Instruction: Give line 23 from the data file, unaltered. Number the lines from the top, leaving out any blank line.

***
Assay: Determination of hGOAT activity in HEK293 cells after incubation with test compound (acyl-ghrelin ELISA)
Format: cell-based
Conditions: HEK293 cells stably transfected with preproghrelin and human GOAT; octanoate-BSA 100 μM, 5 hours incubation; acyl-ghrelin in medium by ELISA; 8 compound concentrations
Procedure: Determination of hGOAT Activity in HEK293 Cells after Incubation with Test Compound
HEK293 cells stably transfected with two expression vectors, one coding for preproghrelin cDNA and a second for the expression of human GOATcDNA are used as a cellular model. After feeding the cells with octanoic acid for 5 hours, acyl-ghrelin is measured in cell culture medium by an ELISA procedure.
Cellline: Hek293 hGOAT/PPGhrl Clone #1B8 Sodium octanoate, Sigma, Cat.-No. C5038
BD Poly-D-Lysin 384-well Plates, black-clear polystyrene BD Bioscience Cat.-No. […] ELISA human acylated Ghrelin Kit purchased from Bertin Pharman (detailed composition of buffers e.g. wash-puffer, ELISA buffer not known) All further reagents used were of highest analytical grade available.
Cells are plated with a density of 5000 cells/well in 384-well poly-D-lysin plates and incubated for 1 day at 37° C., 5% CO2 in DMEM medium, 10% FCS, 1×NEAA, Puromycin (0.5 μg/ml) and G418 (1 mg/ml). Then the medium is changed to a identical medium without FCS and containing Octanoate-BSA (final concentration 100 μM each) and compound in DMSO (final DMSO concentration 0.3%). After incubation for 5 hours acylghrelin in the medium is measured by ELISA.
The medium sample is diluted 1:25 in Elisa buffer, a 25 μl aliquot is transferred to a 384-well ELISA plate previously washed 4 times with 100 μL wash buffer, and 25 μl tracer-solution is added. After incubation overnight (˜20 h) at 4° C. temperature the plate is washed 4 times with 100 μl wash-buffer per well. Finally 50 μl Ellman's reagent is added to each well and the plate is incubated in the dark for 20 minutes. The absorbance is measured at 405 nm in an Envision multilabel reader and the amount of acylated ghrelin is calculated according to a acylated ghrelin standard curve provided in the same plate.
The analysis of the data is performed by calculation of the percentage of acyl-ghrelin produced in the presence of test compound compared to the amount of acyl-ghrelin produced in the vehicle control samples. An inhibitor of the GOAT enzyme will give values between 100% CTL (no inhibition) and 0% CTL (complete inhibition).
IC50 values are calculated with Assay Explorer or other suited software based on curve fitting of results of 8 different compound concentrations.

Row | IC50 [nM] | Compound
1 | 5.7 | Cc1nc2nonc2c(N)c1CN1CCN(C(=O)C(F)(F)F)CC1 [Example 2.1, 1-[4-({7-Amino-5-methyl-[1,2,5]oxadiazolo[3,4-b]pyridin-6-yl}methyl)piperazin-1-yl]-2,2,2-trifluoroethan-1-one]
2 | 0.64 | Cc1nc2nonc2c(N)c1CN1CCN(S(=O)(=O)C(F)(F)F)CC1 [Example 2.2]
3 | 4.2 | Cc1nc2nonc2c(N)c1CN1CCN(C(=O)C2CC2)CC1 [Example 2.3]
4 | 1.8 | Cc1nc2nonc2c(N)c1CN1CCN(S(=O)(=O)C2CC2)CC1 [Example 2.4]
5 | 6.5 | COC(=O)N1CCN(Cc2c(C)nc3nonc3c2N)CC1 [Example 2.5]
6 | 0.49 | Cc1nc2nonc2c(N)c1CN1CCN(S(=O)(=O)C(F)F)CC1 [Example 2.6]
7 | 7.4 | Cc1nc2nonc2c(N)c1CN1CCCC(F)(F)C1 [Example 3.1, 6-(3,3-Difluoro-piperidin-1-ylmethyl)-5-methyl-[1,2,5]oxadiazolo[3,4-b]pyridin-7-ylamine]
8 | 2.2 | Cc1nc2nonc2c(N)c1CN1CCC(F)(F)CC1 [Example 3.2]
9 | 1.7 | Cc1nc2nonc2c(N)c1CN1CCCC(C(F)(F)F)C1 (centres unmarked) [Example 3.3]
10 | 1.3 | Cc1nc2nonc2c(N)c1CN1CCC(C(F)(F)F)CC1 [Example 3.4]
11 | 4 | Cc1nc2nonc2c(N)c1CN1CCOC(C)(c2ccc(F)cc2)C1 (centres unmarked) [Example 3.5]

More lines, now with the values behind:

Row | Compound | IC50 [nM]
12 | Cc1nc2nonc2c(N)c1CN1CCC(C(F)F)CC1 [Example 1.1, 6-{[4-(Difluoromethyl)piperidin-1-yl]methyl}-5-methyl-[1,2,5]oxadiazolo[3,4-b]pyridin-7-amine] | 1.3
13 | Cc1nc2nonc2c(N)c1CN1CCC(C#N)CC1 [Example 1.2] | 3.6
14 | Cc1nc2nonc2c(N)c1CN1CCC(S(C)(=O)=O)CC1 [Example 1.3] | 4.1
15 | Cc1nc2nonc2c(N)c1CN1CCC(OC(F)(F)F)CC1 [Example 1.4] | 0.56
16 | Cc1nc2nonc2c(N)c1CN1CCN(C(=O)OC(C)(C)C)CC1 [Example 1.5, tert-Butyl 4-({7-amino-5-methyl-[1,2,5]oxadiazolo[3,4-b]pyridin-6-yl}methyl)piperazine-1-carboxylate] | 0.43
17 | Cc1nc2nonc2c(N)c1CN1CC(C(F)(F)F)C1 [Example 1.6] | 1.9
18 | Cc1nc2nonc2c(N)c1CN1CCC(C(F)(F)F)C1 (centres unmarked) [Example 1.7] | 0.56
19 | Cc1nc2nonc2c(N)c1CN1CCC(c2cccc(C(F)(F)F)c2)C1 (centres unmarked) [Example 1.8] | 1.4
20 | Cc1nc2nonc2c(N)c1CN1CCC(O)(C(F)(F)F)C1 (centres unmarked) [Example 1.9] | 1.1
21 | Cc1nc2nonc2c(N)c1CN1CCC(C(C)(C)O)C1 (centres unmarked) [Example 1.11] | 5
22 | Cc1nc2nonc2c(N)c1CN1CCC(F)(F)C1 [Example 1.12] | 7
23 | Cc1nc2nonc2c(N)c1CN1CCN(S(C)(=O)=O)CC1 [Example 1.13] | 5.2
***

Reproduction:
11 | 4 | Cc1nc2nonc2c(N)c1CN1CCOC(C)(c2ccc(F)cc2)C1 (centres unmarked) [Example 3.5]